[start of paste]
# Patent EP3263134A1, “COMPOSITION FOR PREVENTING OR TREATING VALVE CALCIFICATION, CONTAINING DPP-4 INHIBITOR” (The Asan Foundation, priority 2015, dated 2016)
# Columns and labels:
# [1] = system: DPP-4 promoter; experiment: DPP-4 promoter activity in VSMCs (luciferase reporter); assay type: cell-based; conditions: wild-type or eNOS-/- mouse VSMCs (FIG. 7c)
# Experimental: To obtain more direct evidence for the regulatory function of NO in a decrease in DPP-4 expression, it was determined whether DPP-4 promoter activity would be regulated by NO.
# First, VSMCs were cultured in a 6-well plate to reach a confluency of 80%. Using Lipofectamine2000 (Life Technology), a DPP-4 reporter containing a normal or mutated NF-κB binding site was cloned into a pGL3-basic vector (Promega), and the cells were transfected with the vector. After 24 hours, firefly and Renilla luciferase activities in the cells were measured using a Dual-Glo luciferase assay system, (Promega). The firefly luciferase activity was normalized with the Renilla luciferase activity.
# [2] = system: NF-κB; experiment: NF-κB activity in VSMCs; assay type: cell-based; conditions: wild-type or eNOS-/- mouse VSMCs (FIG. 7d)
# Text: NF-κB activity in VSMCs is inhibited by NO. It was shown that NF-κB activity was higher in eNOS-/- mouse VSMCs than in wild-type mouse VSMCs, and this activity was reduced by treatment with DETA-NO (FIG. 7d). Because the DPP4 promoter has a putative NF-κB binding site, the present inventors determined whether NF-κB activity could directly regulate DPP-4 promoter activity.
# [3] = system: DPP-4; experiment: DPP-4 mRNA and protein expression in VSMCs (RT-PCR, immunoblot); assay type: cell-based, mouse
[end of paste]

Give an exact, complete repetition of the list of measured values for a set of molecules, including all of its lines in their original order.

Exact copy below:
# Patent EP3263134A1, “COMPOSITION FOR PREVENTING OR TREATING VALVE CALCIFICATION, CONTAINING DPP-4 INHIBITOR” (The Asan Foundation, priority 2015, dated 2016)
# Columns and labels:
# [1] = system: DPP-4 promoter; experiment: DPP-4 promoter activity in VSMCs (luciferase reporter); assay type: cell-based; conditions: wild-type or eNOS-/- mouse VSMCs (FIG. 7c)
# Experimental: To obtain more direct evidence for the regulatory function of NO in a decrease in DPP-4 expression, it was determined whether DPP-4 promoter activity would be regulated by NO.
# First, VSMCs were cultured in a 6-well plate to reach a confluency of 80%. Using Lipofectamine2000 (Life Technology), a DPP-4 reporter containing a normal or mutated NF-κB binding site was cloned into a pGL3-basic vector (Promega), and the cells were transfected with the vector. After 24 hours, firefly and Renilla luciferase activities in the cells were measured using a Dual-Glo luciferase assay system, (Promega). The firefly luciferase activity was normalized with the Renilla luciferase activity.
# [2] = system: NF-κB; experiment: NF-κB activity in VSMCs; assay type: cell-based; conditions: wild-type or eNOS-/- mouse VSMCs (FIG. 7d)
# Text: NF-κB activity in VSMCs is inhibited by NO. It was shown that NF-κB activity was higher in eNOS-/- mouse VSMCs than in wild-type mouse VSMCs, and this activity was reduced by treatment with DETA-NO (FIG. 7d). Because the DPP4 promoter has a putative NF-κB binding site, the present inventors determined whether NF-κB activity could directly regulate DPP-4 promoter activity.
# [3] = system: DPP-4; experiment: DPP-4 mRNA and protein expression in VSMCs (RT-PCR, immunoblot); assay type: cell-based, mouse